A Physician's Forecast

William Todd Schultz on diagnostication:
Let me begin by saying this: No, I don't believe every artistic genius is mad. Nor do I believe that every mad person is secretly (or not-so-secretly) artistic. Both are statistical outliers, the two do intersect occasionally in enormously interesting ways that I plan to talk about a lot, but they are not one and the same. There is no essential connection. A tendency that does seem to be increasing in frequency, however, and it's a tendency I generally deplore, is the diagnosing of artists as a means of explaining their art. The process usually goes something like this: Sylvia Plath was consumed by the idea of killing herself, she was emotionally erratic, her moods were labile, she was occasionally full of rage, her interpersonal dynamics were complex, so she must have suffered from borderline personality disorder. "Shazam," the interpreter declares, popping the champagne cork. "I have explained Sylvia Plath."

But a diagnosis is not an explanation. It is merely a description, a name for a set of thoughts, feelings, and behaviors, not a real answer. What we want to know is how someone became who she is, not what her DSM-derived "disease" might be. I talk a lot about this subject in chapter one of my Handbook of Psychobiography. You can check that out for more detail.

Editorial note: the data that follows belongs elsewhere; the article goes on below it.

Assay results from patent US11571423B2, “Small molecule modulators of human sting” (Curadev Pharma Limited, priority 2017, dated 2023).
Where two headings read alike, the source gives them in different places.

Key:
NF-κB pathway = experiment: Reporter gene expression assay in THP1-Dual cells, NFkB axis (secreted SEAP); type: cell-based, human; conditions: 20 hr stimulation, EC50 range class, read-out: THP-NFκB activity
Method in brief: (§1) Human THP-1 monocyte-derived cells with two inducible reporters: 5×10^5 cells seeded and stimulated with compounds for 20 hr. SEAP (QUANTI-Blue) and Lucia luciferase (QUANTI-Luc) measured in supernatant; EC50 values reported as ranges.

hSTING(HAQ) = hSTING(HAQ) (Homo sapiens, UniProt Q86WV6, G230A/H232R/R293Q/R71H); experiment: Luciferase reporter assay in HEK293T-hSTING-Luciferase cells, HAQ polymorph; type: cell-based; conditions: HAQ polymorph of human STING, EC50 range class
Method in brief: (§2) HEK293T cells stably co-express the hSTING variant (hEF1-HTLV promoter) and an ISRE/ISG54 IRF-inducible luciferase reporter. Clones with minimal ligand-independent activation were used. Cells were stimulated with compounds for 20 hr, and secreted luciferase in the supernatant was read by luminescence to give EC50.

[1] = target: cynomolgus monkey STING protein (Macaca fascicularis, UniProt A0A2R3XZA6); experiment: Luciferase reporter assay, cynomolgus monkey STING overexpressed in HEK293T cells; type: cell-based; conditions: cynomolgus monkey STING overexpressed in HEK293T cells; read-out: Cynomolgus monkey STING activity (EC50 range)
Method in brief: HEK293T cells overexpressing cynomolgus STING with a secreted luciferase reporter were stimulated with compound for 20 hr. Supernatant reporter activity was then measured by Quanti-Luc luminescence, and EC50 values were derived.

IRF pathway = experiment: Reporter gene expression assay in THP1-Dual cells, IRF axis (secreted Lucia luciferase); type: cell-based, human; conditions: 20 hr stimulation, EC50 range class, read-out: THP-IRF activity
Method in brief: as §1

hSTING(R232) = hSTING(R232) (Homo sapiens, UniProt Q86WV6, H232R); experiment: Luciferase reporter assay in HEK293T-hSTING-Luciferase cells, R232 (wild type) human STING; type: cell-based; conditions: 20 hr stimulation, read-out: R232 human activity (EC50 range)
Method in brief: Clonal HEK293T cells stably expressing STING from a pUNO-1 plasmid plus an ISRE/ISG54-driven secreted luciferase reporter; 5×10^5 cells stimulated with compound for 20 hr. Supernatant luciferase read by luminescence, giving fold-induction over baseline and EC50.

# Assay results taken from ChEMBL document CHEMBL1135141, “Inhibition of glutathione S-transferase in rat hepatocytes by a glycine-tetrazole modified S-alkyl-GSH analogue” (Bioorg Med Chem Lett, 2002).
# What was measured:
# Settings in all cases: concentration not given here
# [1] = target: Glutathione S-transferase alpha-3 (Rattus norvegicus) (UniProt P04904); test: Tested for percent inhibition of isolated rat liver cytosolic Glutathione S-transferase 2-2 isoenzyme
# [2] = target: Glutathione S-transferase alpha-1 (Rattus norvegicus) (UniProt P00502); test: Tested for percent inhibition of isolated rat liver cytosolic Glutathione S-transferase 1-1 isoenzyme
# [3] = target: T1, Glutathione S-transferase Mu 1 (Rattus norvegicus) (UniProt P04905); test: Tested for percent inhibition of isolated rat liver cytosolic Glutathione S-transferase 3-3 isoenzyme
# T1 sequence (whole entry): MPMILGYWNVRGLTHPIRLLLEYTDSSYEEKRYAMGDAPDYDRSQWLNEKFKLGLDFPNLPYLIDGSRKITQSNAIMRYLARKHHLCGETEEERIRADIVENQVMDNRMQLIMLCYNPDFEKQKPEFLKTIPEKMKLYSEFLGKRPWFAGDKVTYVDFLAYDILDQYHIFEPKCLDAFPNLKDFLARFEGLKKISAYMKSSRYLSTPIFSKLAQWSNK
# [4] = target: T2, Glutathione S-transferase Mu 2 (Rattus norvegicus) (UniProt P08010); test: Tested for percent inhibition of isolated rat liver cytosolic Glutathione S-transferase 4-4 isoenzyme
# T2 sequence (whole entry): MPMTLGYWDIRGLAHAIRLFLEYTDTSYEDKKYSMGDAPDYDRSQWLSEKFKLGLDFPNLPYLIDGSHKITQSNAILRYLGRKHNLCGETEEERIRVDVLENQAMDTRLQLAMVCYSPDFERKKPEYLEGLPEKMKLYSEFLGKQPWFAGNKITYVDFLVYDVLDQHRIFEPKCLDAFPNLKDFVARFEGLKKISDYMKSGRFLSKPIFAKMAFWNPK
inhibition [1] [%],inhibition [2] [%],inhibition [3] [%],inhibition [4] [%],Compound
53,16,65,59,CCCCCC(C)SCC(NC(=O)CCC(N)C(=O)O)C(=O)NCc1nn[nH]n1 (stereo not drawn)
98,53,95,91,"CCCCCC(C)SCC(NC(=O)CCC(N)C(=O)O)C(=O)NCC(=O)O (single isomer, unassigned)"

Here's a little illustration I use in my psychobiography courses. Say a mother tells a psychiatrist, "My son hears voices. Why?" The psychiatrist answers, "Well, sorry to say this, but it's because he's a schizophrenic." Mom replies: "Oh. Well, how do you know he's a schizophrenic?" Psychiatrist says, "Because he hears voices." See how, in fact, we get nowhere?
In this post, Schultz promotes his field of study, psychobiography. But he purposefully does so at the expense of psychological diagnostication. Other academics have done this and I find it maddening.

What's their beef? Criticism of diagnostication usually falls into one of three categories. First, making a diagnosis is incomplete in terms of treatment. Second, having a diagnosis incurs social stigma. And, finally, particular diagnoses include too many or not enough symptoms.

Now, it is true that treatment of a psychological condition should always be more than diagnosis and prescription. You have to be low on the brain scale to think otherwise. Furthermore, the researchers who study the symptom clusters are the ones who should decide what symptoms are included and excluded and they should not be criticized for what are predominantly media-fueled hysterics.

Here's what the critics fail to understand:  Diagnostication is a way for care providers to succinctly share patient information and is the most adequate method to dictate treatment. It is not a sacred ritual and a diagnosis is never carved into stone. It is simply asinine for Schultz to assert that anyone with half the intelligence needed to graduate graduate school believes that, after a diagnosis is made, additionaly understanding of a patient magically becomes unnecessary.


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